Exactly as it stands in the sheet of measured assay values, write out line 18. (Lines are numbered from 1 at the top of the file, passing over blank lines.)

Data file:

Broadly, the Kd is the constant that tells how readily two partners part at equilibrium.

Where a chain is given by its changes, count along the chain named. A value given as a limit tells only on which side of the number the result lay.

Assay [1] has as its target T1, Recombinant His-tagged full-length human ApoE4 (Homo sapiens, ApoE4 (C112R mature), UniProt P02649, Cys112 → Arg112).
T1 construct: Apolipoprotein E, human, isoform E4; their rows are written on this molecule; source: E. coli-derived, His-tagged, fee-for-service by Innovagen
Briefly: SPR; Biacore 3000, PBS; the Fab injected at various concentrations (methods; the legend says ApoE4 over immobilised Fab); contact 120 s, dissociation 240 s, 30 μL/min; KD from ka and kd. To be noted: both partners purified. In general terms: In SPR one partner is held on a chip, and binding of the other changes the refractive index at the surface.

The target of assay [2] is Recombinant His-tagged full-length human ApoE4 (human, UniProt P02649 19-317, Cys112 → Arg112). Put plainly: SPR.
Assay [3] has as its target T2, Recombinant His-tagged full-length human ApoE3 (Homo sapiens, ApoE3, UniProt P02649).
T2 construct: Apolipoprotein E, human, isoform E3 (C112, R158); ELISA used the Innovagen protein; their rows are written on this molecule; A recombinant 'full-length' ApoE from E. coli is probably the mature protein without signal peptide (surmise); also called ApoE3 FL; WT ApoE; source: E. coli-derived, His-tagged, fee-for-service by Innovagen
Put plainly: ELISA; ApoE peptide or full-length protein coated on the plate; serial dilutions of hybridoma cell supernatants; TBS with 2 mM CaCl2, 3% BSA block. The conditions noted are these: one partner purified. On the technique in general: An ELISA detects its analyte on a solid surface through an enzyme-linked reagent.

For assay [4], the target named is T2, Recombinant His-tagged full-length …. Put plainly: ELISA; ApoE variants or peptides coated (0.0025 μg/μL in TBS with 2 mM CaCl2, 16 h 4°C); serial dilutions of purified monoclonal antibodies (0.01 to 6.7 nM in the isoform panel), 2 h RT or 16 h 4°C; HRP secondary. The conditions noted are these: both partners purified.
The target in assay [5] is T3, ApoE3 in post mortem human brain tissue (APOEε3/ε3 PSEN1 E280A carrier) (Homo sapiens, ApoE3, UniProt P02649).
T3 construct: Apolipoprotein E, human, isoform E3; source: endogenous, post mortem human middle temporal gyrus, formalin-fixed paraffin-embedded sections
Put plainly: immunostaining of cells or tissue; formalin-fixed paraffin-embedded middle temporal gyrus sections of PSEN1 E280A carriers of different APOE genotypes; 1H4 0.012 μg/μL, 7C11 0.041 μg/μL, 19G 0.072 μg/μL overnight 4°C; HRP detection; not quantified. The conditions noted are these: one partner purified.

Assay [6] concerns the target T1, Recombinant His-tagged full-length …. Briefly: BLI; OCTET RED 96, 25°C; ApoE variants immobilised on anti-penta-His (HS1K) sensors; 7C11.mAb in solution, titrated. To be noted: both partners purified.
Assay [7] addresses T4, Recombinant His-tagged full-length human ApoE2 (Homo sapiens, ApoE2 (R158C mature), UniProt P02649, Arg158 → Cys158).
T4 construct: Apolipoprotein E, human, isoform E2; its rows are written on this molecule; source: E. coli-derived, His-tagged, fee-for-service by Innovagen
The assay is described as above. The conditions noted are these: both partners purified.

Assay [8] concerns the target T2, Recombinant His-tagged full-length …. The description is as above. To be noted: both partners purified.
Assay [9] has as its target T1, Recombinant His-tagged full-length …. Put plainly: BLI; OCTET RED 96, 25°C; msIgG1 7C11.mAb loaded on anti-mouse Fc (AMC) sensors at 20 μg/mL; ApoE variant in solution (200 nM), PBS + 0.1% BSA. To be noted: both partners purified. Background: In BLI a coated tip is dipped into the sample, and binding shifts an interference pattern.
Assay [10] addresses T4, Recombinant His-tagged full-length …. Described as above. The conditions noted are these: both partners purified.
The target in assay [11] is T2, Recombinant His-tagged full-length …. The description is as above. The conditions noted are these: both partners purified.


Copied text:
Assay [8] concerns the target T2, Recombinant His-tagged full-length …. The description is as above. To be noted: both partners purified.